This series of blog posts goes ‘behind the scenes’ to extend and expand on the content in our free ebook ’21 Secrets of High-Resolution PPC’. Request your copy here.
Keywords are over-rated.
One of the underlying themes of High-Resolution PPC is that the popular notion of how paid search works is wrong. Or more accurately, that it’s vastly over-simplified in a way that harms those who believe it.
Keywords are a great example. As promoted by the search engines and most of those who talk about them, keywords are the center of paid search. Keywords define your targets and attract your prospects. Keywords take your bids, costs are hung on them, and they collect the statistics used to judge performance.
All of this is reasonable. And a few years ago when prices were lower, competition was relatively tame, and the resulting profits were high, it was good enough.
What keywords really do is act like magnets. They attract people who execute searches based on certain search queries. The strength of their magnetism is based on the match types that are applied to them. Exact match keywords only attract search queries that are identical to the keywords, but the more prevalent phrase and broad match keywords attract – or might attract – a huge range of queries.
In the simple and traditional discussion of paid search, search queries do not exist. Keywords are their proxies. Keywords are as specific as the conversation gets.
In that version of the world, the focus is on keyword performance (such as click-through rates) and results (in things like return on ad spend). By looking at these numbers, people make important judgments and decisions. Ultimately keywords are deemed ‘good’ or ‘bad’.
But while all this is happening, something much more important is going on, and being ignored. Before every click, the keyword is matched to a search query. Keywords that aren’t using exact match are seeing traffic from dozens or hundreds of different search queries.
For each keyword, some of these search queries deliver excellent performance and results while others are complete wastes of time and money.
By looking at these queries, and how they perform, our judgments and decisions can be far more accurate and effective. We can cut waste, double-down on winners, and even more importantly setup our campaigns and ad groups to much more effectively answer the questions that the searchers we’re paying for are actually asking.
That’s why search queries are far more important than keywords.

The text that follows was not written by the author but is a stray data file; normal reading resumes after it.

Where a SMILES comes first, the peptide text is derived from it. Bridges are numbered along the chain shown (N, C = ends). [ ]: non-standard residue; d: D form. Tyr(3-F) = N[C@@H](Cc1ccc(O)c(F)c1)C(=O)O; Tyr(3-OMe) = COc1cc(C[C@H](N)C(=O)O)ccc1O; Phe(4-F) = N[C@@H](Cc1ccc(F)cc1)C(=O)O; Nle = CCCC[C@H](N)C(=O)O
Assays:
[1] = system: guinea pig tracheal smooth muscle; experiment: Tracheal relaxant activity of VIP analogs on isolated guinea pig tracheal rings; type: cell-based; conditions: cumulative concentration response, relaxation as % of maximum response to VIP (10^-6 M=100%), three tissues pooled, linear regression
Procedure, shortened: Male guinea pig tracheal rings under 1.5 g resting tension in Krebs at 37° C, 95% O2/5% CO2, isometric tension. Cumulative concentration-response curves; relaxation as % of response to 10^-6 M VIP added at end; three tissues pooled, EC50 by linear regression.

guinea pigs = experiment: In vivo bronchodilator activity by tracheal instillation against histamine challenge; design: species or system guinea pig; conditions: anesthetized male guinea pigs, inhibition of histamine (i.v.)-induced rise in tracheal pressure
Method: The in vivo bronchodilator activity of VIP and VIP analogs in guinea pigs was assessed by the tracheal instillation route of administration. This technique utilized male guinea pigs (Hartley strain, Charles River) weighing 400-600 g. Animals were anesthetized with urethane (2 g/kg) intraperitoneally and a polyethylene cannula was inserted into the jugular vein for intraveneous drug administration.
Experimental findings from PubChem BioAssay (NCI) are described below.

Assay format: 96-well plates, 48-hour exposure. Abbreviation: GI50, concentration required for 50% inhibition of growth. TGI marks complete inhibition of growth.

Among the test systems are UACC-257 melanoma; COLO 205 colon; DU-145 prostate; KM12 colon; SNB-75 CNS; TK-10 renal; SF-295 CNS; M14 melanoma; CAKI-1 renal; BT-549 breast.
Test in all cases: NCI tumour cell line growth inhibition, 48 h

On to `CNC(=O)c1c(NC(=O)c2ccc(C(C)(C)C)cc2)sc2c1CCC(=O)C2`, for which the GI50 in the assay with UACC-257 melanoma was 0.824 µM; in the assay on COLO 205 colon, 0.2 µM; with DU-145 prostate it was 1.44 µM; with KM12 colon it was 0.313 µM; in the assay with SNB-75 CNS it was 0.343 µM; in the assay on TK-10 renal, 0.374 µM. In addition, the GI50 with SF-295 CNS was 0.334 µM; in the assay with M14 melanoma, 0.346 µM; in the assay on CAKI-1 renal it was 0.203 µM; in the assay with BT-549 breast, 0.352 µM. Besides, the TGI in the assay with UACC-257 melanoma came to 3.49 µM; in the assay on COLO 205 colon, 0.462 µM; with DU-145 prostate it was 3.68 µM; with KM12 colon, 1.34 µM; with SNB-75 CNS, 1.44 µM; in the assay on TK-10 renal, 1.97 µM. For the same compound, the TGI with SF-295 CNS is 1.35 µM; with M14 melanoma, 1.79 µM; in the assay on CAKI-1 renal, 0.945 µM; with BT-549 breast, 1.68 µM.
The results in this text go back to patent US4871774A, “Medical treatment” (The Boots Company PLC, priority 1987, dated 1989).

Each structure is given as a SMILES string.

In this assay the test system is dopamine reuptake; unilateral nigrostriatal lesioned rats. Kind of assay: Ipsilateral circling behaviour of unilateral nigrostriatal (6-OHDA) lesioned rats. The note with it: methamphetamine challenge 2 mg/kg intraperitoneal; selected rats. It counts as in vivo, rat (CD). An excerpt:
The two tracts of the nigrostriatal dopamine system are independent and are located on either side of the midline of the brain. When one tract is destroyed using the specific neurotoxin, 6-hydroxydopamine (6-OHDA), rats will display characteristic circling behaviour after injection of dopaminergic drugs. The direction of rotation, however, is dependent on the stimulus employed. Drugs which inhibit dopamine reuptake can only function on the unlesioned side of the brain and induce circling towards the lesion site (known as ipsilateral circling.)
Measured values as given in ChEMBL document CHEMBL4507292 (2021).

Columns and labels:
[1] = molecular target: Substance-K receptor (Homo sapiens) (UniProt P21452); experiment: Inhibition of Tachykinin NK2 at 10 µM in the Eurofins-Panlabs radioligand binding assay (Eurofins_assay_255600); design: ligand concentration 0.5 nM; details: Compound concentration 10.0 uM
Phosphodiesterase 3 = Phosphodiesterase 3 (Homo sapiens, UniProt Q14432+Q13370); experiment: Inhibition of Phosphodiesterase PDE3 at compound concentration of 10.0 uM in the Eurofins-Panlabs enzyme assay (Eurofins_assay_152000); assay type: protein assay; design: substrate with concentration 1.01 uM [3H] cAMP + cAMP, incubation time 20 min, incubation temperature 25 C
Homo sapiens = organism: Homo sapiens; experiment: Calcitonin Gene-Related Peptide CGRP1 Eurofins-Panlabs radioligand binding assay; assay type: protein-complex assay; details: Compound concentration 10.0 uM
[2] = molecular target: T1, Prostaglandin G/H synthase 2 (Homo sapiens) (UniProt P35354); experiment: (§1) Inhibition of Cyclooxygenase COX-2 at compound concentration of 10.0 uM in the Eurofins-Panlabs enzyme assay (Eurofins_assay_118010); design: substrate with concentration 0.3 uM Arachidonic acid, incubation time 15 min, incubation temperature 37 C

It’s easy to demonstrate why you have to look past keywords and focus on search queries.
- Suppose you have a keyword that’s performing terribly. It has very few clicks, a low quality score, and a terrible ROAS. Your inclination might be to pause or delete it right? But what if you looked at the search queries and found that out of 87 different queries you’ve paid for thus far, every single conversion came from just one variant – and that query seemed to convert every time it was clicked. You’d want to save that query wouldn’t you? Killing the keyword would have thrown that baby out with the bathwater.
- Or suppose you have a keyword that is killing it. It has a huge CTR and is making tons of genuine profit. All’s well right? Until you look at the queries and find that there are ten or so relatively frequent queries, all of which share a common root phrase, that almost never convert. Adding that phrase as a negative would cut costs and boost profits even higher. Ignoring queries in that case is like a great team that allows one weak player to ride along and lower the stats. Why do that?
- And lastly, much of what you’ll learn by putting search queries first isn’t that one keyword is good or bad, but that the questions being asked are not being well answered – the alignment of queries and ads (questions and answers) is off due to organizational problems in your campaigns. And when you fix these we’re not talking about boosting the performance of one or two keywords but rather the chance to radically shift (meaning improve) the performance of your entire account. But if you don’t look at the queries there is no way to know that they contain questions that aren’t being answered.
The only downside of moving from keyword management to search query management is that it takes time and effort. This is true. But it’s an iterative process, it can be managed on a clearly prioritized basis (ie you don’t have to do all of it at once), and the fact is that if you don’t do it you’re just wasting tons of money and foregoing a lot of sales and profit. There is no way around this.
If our job is to answer questions, then search queries have to become the center of our attention.
What do you think?
This blog post is a companion to our free ebook ’21 Secret Truths of High-Resolution PPC’.
It will be available for download later this month.